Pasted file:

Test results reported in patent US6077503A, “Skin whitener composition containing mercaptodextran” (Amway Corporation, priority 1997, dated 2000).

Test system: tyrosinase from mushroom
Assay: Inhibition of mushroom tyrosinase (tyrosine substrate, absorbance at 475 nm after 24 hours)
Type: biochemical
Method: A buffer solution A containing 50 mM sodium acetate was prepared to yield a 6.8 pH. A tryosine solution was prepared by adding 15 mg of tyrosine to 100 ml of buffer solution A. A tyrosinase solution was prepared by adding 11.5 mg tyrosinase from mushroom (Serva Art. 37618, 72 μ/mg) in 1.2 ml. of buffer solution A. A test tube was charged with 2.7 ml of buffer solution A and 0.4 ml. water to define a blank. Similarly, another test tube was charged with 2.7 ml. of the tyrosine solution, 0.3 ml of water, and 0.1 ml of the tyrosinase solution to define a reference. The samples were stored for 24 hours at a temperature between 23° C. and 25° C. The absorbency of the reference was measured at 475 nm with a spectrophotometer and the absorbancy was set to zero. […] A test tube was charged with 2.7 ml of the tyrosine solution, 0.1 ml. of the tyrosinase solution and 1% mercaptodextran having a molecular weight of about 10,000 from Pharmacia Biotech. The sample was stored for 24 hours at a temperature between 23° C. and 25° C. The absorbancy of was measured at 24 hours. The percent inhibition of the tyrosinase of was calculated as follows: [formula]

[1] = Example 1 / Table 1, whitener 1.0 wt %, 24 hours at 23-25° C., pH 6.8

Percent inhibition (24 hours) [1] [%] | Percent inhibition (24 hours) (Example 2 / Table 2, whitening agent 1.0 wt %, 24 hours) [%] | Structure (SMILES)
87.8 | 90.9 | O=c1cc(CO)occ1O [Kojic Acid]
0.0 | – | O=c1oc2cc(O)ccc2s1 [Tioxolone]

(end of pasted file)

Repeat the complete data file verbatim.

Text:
Test results reported in patent US6077503A, “Skin whitener composition containing mercaptodextran” (Amway Corporation, priority 1997, dated 2000).

Test system: tyrosinase from mushroom
Assay: Inhibition of mushroom tyrosinase (tyrosine substrate, absorbance at 475 nm after 24 hours)
Type: biochemical
Method: A buffer solution A containing 50 mM sodium acetate was prepared to yield a 6.8 pH. A tryosine solution was prepared by adding 15 mg of tyrosine to 100 ml of buffer solution A. A tyrosinase solution was prepared by adding 11.5 mg tyrosinase from mushroom (Serva Art. 37618, 72 μ/mg) in 1.2 ml. of buffer solution A. A test tube was charged with 2.7 ml of buffer solution A and 0.4 ml. water to define a blank. Similarly, another test tube was charged with 2.7 ml. of the tyrosine solution, 0.3 ml of water, and 0.1 ml of the tyrosinase solution to define a reference. The samples were stored for 24 hours at a temperature between 23° C. and 25° C. The absorbency of the reference was measured at 475 nm with a spectrophotometer and the absorbancy was set to zero. […] A test tube was charged with 2.7 ml of the tyrosine solution, 0.1 ml. of the tyrosinase solution and 1% mercaptodextran having a molecular weight of about 10,000 from Pharmacia Biotech. The sample was stored for 24 hours at a temperature between 23° C. and 25° C. The absorbancy of was measured at 24 hours. The percent inhibition of the tyrosinase of was calculated as follows: [formula]

[1] = Example 1 / Table 1, whitener 1.0 wt %, 24 hours at 23-25° C., pH 6.8

Percent inhibition (24 hours) [1] [%] | Percent inhibition (24 hours) (Example 2 / Table 2, whitening agent 1.0 wt %, 24 hours) [%] | Structure (SMILES)
87.8 | 90.9 | O=c1cc(CO)occ1O [Kojic Acid]
0.0 | – | O=c1oc2cc(O)ccc2s1 [Tioxolone]